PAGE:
There are many abstract ideas and imageries under the surface of Albert Camus's novel, The Stranger. Mersault is a protagonist and also the narrator of the book, and is alienated by the society because of his unique personality. Mersault does not care about the social rules and conventions. He is a direct person who does things that he wants to do and does not lie to make his life easier. Based on the literature "ÃÂ The Stranger "ÃÂ Mersault's life experience is trying to reveal that this society is often prejudiced against people who are different. His life is based upon three imageries in which led to his downfall "ÃÂ Mersault acts like an existentialist, the Sun, and his life at prison.
The term existentialism "ÃÂ philosophical theory emphasizing that individuals are free to choose their actions "ÃÂ fits the description of Mersault's unusual passion for the truth and the jury's prejudice of him costs him his life.
When Mersault's mother, Maman, died in a nursing home at Marengo, he asks his boss for two days off (which makes a four day weekend). Mersault thinks his boss is annoyed so he states, "It's not my fault."ÃÂ He shows no sad emotions that the most people expected. For example, he drank a cup of coffee and smoked a cigarette with the caretaker next to his mother's coffin. Mersault doesn't even want the caretaker to open the casket, so he can see his mother. When one of the assistants asks Mersault how old his mother was, he stated, "I don't know."ÃÂ Another image is when Marie "ÃÂ Mersault's co-worker and "girlfriend"ÃÂ "ÃÂ asked Mersault whether or not he loves her and want to marry her. He said, "It doesn't matter."ÃÂ These innocent gestures weigh heavily against Mersault, which will later aid in his downfall.
Mersault, Raymond "ÃÂ a warehouseman "ÃÂ and Marie are invited to go to a beach to meet Masson, Raymond's friend. On the way there, Raymond sees two Arabs near the bus stop, and he knows that one of them "ÃÂ "the Arab"ÃÂ - is the brother of his mistress. Raymond seems worried that they will have revenge for her sister, after Raymond beaten her. They got to the beach and they meet the Arabs again and started a quarrel. "The Arab"ÃÂ slashed Raymond and went to get aid. Raymond and Mersault encounter "the Arab"ÃÂ again and Raymond takes out his revolver. But Mersault talks Raymond into handing over his gun. "The Arab"ÃÂ draws the knife in which the Sunlight reflects off the blade and directly into Mersault's eyes. Mersault fires the gun once and then four more times into the Arab's body. Mersault is eventually arrested for killing the Arab and stated that he killed him "because of the Sun."ÃÂ The Sun is the motivation of Mersault to kill the Arab that led him to prison and is sentenced to death in which forced Mersault's inner thoughts out and realizes what he verbally and physically did that was immoral in his life.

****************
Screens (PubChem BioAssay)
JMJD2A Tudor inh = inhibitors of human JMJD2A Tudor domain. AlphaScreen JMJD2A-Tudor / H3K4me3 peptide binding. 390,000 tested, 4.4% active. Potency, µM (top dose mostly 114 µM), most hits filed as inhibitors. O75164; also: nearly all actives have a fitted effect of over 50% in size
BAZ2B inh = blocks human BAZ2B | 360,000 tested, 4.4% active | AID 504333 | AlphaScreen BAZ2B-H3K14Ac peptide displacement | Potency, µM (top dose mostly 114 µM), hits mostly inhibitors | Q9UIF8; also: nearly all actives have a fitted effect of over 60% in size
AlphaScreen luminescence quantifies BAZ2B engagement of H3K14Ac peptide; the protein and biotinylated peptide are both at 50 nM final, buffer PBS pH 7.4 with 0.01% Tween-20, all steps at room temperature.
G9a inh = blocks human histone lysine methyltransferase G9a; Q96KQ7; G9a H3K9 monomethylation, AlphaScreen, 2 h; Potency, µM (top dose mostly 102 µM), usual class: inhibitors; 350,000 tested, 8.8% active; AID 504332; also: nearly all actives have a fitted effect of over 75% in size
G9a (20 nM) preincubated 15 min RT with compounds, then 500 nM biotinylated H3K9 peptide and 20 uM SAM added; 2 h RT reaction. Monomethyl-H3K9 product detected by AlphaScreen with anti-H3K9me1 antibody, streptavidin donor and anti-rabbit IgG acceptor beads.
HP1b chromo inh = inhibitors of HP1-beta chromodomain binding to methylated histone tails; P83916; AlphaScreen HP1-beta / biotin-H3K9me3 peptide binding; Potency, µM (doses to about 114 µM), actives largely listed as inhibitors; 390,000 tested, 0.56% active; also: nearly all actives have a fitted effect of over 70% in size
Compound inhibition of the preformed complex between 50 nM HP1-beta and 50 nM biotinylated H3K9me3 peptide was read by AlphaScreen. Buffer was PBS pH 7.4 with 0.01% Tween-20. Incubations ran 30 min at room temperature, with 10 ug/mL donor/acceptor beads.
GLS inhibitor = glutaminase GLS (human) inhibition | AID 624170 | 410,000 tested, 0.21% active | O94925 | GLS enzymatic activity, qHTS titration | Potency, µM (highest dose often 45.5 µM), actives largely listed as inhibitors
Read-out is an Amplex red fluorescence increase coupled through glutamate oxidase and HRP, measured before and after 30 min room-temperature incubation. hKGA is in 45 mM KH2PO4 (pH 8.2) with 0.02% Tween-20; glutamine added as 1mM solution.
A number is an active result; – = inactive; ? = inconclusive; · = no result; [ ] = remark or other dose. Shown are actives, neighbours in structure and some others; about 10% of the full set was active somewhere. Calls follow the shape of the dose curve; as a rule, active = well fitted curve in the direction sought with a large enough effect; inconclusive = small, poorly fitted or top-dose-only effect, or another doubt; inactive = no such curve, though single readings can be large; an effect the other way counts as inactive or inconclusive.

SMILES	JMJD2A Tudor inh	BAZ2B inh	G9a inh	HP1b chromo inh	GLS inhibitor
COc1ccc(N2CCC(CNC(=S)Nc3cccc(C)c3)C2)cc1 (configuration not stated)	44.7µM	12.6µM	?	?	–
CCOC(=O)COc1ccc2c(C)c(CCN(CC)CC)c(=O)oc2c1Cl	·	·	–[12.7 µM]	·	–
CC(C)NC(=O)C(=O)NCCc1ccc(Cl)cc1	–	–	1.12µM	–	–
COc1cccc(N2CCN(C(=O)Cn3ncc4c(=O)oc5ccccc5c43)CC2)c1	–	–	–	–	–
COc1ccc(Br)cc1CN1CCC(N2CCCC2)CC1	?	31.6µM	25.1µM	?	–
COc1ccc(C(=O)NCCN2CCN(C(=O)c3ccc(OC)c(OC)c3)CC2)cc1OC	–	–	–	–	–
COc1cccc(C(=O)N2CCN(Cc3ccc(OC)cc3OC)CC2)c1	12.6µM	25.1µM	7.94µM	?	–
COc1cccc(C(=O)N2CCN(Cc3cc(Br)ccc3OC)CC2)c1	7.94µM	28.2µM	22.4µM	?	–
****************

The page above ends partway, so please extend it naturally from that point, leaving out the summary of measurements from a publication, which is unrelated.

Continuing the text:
For killing "the Arab"ÃÂ, Mersault is arrested and went to prison. He is interviewed by the magistrate, who gets furious because Mersault does not believe in God. During the trial, everything is against Mersault. Mersault knows that his sentence to death has become a fact that cannot be changed. With time in prison, Mersault begins to have "the thoughts of a prisoner."ÃÂ He said, "I often thought then that if I had been made to live in the trunk of a dead tree, with nothing else to do but watch the flowering of the sky above my head, I would have grown used to it little by little"ÃÂ "ÃÂ which means that he will get used to prison after a while. Mersault was afraid of the guillotine and he "kills time"ÃÂ by recalling the tiniest descriptions in his apartment and in his cell. He starts to think about his parents "ÃÂ in which he never thought about them before. He then thinks that an execution is really the only thing of interest for a man. Mersault has finally shed any spark of hope, so he opens himself to the "gentle indifference of the world."ÃÂ His only hope is that there will be a crowd of angry spectators at his execution so that he will feel less alone.
Furthermore, the philosophy of existentialism is what Albert Camus is trying to bring up in The Stranger. The point of view of this novel is the relationship between human being and society is ridiculous. In a society, everyone should have the same feelings and thinking with the majority. But people with different views "ÃÂ like Mersault "ÃÂ are classified as unacceptable. His lack of emotions and grief towards Maman's death and other people, murdering the Arab "because of the sun"ÃÂ, and his time at prison are unacceptable. Although lying is thought to be morally incorrect, in reality, society does want us to lie.